Bahamas National Trust calls for disclosure on Bimini facility
Guardian Business Editor
Published: Sep 02, 2013
The Bahamas National Trust (BNT) has called on the government to disclose all details surrounding a controversial berthing facility for the Resorts World Bimini Superfast ferry which may be set to be constructed in close proximity to a sensitive ecological area in North Bimini.
The BNT said in a statement that its efforts to obtain copies of documents detailing the proposed facility from the Bahamas Investment Authority and the Bahamas Environment Science and Technology (BEST) Commission to date have been unsuccessful.
“Until these documents are received, BNT cannot provide informed comment on the proposed facility,” said the environmental organization.
The BNT said that its understanding to date is that the berthing facility will be 1,000 feet long and is intended to create a deepwater dockage for the ferry which now services the island daily.
At present, passengers on the ferry have to be transferred from the larger boat to a smaller boat to be shuttled in to the island.
Meanwhile, the BNT also expressed concern about the possibility of a golf course being constructed by Genting – the developers of Resorts World Bimini, formerly Bimini Bay – on the north side of the island.
The BNT noted that in 2009, the proposed golf course was “taken off the table” in light of fears that it would impact the “sensitive mangrove area” at the top of North Sound, Bimini. However, the BNT said it has recently received reports that the plan may have re-emerged.
“The developer argued that a golf course was part of its marketing plan, but the government held firm on its position of no development at the top of North Sound. The BNT has continued to advocate for the establishment of the Bimini MPA (marine protected area).
“As recently as October 2012, reports resurfaced about the proposed golf course and galvanized the BNT to write to the prime minister stating emphatically that the BNT remains opposed to the golf course and continues to support the establishment of the Bimini MPA.”
The BNT noted that it recognizes the need to promote development that will spur job creation on the island, and the fact that the current resort creates significant economic benefits for the island of Bimini.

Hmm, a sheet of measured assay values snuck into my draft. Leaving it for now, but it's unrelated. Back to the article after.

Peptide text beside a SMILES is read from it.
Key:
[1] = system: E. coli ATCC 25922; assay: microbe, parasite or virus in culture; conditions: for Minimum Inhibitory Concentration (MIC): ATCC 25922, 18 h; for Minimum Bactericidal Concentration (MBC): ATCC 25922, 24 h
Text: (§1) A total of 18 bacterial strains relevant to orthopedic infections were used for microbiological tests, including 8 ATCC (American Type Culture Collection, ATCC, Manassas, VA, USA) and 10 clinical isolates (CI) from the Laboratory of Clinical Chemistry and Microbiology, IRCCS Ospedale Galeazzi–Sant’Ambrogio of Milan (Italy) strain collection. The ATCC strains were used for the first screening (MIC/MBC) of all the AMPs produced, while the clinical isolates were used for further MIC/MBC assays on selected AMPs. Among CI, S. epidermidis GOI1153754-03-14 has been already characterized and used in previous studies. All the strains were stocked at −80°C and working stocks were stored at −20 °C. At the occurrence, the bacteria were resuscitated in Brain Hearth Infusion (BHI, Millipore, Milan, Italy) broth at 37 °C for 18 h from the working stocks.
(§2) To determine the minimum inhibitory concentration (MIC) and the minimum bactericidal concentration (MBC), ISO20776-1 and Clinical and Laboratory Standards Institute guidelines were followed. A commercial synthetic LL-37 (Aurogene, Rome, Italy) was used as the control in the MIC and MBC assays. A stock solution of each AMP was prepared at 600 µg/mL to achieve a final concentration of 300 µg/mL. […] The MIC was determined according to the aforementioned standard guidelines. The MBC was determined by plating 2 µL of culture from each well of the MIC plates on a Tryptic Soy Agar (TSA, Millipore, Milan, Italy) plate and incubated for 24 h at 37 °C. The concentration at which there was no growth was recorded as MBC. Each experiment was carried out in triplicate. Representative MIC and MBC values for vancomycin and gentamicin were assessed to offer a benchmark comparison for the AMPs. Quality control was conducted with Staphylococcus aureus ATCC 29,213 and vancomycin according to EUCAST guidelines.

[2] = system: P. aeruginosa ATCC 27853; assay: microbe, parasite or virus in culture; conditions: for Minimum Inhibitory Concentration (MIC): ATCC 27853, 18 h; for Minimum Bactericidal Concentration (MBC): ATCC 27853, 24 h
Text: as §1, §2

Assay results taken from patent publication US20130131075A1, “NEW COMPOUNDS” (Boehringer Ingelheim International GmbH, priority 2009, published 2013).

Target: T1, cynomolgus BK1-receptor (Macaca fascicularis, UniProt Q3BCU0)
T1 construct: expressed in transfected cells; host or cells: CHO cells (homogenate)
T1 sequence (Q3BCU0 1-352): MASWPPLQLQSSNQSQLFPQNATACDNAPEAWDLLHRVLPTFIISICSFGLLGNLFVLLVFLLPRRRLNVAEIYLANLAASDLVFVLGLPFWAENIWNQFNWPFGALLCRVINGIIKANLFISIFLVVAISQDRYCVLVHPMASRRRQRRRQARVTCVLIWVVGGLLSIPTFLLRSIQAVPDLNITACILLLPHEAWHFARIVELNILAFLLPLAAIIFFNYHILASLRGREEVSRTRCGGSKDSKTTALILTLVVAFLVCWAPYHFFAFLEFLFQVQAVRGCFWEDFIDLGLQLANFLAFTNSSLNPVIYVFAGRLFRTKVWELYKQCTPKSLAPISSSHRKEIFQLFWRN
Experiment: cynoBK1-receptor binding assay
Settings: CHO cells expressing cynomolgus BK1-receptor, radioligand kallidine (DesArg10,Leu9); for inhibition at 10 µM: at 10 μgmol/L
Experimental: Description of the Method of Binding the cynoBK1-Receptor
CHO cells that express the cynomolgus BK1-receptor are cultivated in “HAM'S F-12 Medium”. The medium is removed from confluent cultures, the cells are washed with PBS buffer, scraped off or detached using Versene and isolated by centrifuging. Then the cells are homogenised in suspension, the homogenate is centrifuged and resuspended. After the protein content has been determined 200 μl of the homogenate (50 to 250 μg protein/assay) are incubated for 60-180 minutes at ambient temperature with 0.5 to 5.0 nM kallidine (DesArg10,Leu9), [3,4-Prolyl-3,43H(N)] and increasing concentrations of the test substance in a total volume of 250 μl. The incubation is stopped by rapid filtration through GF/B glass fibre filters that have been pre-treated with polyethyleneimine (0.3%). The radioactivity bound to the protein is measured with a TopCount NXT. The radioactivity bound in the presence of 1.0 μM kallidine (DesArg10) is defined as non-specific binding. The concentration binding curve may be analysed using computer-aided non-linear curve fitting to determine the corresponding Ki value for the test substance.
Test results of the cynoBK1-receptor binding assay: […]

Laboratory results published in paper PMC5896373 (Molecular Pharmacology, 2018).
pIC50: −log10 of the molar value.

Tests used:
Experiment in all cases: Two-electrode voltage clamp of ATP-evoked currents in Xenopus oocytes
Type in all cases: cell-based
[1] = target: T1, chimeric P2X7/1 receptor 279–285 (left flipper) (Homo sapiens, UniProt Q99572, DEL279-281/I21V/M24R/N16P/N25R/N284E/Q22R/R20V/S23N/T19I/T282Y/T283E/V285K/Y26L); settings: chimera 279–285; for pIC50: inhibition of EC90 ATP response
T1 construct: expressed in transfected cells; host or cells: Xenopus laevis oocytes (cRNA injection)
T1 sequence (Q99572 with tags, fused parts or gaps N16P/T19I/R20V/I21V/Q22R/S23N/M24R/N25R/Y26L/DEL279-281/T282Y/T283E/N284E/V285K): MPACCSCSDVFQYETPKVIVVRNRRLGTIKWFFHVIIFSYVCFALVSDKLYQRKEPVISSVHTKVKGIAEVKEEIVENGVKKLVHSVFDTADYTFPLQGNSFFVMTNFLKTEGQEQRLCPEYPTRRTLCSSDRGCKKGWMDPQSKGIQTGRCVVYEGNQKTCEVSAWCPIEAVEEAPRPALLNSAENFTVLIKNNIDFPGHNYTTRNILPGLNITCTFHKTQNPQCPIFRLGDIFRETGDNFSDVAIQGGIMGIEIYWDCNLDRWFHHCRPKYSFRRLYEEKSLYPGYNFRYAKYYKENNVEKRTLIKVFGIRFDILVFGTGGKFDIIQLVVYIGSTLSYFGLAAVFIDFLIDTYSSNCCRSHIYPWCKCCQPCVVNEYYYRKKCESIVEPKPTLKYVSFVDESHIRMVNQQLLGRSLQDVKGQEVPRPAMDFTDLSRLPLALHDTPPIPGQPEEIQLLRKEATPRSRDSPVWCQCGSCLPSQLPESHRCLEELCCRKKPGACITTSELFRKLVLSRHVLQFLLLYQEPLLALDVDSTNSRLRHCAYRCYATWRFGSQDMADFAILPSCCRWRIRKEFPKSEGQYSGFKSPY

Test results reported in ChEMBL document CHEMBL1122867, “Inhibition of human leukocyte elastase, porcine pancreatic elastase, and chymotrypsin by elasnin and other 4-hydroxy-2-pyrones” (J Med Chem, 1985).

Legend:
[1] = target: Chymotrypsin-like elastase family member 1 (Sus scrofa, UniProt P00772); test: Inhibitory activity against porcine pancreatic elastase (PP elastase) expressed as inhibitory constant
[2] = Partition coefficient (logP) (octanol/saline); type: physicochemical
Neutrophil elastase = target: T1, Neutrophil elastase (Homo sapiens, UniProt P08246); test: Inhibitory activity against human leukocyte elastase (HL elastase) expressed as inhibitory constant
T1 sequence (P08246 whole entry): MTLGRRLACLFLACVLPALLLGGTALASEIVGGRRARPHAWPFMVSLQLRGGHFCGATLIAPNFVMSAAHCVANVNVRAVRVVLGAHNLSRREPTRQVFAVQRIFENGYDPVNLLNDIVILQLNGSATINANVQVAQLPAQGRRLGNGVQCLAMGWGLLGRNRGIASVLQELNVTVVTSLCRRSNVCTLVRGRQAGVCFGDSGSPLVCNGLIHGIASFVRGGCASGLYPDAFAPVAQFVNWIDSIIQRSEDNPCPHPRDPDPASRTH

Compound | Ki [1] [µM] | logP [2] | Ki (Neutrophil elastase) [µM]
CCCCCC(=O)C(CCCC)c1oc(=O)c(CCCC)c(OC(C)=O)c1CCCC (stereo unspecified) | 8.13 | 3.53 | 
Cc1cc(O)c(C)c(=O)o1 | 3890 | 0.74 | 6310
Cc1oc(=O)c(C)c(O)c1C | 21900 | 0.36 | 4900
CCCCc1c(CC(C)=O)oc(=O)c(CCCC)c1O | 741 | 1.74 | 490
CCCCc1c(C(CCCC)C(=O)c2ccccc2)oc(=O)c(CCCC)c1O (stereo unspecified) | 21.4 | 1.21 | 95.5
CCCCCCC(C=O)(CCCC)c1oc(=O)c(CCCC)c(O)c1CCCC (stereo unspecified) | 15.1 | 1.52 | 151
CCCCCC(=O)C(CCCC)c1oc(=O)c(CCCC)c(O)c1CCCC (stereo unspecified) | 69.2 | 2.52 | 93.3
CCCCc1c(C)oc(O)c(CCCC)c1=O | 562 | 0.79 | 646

However, the organization suggested that the environmental loss from ill-advised development could be heavy.
“The wetland ecosystem at the top of North Sound is significant from an ecological perspective and also as a buffer against hurricanes. The loss of the mangrove system would forever change the fisheries of Bimini. The BNT continues to advocate for the establishment of the Bimini Marine Protected Area and awaits sight of the documents with regards to the berthing facility for the Superfast ferry.”
A group of environmentalists and other Bimini stakeholders who came together to support sustainable development for Bimini created a petition earlier this year to oppose the docking facility.
As of yesterday, the petition created by the Bimini Blue Coalition on the issue had received over 2,000 signatures.
In July, Malaysian corporation Genting received government approval to begin another $150 million phase of development on Bimini that would expand the Bimini Bay resort which it acquired earlier in the year.
The new phase would cover a three-year period, with plans for two low-density hotels comprising 600 rooms and an expanded casino, among other amenities.
The project could create as many as 1,000 jobs on the island, Prime Minister Perry Christie suggested.
The latest phase of development has prompted renewed concerns from environmentalists and other Bimini stakeholders that the proposed changes are unsustainable and will not be conducted in an environmentally sensitive manner.
Multiple efforts to reach Resorts World Bimini in recent times have not been successful.